Egypt dissolves Parliament, democracy takes a hit
A day before the presidential runoff election, Egypt's high court dissolved Parliament. This is a tough blow to the democratic government that sprung up after last year's toppling of autocrat Hosni Mubarak. These newborn democracies are more fragile than a Dale Chihuly glass sculpture.
The democratic activists responsible for the uprising were already disgusted by the runoff candidates, the Muslim Brotherhood's Mohamed Morsi and Mubarak's former prime minister Ahmed Shafik.
According to The New York Times story, the court's decision sets up a situation in which the new president would take office without a constitution to define the office's powers or duties. The ruling was made by Mubarak-appointed judges on the Supreme Constitutional Court.
Things fall apart. The center cannot hold. (Hat tip: Yeats.)
From our perch, we're predisposed to assume all revolutions turn out like the American one. I usually think first of the French Revolution and the overthrow of the Chinese emperor. When I was growing up, my father used to take me to visit the Sun Yat-Sen status in L.A.'s Chinatown. Sun was a Chinese revolutionary and the first president of China after thousands of years of dynastic rule. The country later fell back into turmoil, and the Communists eventually rose to run the country.
A few years ago, my family and I toured Guilin in China with a large group of Sun's descendants who lived in the U.S. Sun was born in Zhongshan, the same village that my mother's family is originally from and they were celebrating the opening of a museum.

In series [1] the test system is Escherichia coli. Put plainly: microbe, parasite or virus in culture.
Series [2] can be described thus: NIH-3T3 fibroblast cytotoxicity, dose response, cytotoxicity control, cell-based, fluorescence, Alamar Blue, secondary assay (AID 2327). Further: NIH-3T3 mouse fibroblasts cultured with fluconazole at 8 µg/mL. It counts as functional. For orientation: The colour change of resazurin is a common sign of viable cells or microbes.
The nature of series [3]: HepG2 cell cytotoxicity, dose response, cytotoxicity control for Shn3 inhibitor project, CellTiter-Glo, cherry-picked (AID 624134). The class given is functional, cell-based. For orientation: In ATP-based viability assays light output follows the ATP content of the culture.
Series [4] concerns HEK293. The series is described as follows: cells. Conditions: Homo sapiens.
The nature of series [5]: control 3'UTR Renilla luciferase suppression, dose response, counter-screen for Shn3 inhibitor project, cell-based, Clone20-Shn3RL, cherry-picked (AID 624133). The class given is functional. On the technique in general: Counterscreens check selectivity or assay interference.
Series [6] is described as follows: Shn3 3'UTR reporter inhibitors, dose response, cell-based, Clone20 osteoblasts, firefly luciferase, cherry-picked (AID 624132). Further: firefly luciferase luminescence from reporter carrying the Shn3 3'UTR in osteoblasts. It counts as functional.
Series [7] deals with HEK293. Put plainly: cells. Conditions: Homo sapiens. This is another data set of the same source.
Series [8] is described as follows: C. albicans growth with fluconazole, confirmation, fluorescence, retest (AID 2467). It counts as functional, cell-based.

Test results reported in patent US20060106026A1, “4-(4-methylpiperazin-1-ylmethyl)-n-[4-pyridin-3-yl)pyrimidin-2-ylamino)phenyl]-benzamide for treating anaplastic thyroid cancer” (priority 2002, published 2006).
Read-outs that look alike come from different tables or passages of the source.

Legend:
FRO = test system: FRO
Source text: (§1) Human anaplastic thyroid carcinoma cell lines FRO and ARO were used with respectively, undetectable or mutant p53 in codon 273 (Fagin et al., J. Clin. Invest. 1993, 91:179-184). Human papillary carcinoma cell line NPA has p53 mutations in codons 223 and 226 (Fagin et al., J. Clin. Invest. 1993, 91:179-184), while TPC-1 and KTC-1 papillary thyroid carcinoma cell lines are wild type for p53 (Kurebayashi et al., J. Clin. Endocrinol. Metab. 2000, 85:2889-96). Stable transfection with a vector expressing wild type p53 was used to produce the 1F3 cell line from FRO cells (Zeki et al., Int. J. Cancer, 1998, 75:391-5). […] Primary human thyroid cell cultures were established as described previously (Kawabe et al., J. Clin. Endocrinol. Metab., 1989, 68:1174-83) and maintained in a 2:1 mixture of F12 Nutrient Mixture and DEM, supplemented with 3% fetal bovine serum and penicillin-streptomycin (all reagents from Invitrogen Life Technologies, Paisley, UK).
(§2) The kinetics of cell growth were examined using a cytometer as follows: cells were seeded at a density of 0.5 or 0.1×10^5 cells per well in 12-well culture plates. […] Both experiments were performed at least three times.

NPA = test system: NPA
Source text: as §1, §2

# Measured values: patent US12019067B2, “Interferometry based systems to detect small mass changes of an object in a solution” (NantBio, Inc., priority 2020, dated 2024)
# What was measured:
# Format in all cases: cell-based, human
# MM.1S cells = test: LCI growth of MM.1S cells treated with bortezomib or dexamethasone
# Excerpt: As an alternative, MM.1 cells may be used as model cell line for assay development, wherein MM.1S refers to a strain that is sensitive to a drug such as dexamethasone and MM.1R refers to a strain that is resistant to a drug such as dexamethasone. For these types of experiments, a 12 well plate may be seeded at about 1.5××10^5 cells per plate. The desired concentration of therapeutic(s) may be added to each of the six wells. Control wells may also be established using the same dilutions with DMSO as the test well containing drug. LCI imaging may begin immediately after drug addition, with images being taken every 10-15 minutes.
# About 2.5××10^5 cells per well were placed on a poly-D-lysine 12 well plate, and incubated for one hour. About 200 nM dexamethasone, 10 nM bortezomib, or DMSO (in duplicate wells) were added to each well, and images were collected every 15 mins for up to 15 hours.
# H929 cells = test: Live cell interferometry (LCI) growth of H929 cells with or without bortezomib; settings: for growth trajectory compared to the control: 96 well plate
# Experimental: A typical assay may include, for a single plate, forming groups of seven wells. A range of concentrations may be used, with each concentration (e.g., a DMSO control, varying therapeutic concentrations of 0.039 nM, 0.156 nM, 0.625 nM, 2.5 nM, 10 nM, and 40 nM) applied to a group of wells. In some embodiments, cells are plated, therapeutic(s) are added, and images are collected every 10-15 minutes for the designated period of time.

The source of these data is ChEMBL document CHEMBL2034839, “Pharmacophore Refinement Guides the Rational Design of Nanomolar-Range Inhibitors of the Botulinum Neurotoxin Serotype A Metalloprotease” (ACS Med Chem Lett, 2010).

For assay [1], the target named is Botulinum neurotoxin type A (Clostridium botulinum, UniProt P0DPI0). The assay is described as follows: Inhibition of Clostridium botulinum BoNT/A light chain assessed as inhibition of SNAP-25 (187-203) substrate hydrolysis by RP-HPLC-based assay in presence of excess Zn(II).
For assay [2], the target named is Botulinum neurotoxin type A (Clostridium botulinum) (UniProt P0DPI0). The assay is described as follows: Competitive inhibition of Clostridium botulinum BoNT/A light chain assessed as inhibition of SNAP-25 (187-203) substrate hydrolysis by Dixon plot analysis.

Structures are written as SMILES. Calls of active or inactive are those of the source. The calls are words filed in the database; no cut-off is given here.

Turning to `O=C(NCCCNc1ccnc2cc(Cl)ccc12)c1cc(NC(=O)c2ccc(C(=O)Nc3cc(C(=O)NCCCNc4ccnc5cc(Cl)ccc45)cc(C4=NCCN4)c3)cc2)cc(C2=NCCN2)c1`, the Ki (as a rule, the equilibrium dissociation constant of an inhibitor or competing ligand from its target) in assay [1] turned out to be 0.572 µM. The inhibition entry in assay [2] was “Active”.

My parents were under the impression it was going to be like traveling with the Kennedys; the reality was more like traveling with the Carters. (Which sounds like a reality show for OWN. ) There was zero interaction with the Chinese government and no fanfare other than the museum ceremony.
Most of Sun's family spoke less Chinese than my parents and me — understandable, since they had emigrated to the U.S. in an earlier generation. We spent that week on a tour bus with the Suns, stopping for bad meals and visits to the many karsts of Guilin. On a night cruise, we watched fisherman on small rafts catch fish as they had done for centuries. They sent cormorants with rings around their necks to dive for fish, then pulled them out of the fish's throat when the bird resurfaced. One of Sun's descendants discovered the boat operator was tossing dead fish into the water at the front of the boat for the birds to catch.
I hope the descendants of Egypt's democracy leaders do not end up growing up in another country, and returning to Egypt to visit the Great Pyramids on a tour bus in 2112. A free Egypt would be a greater thing to behold.
Achenblog by Joel Achenbach
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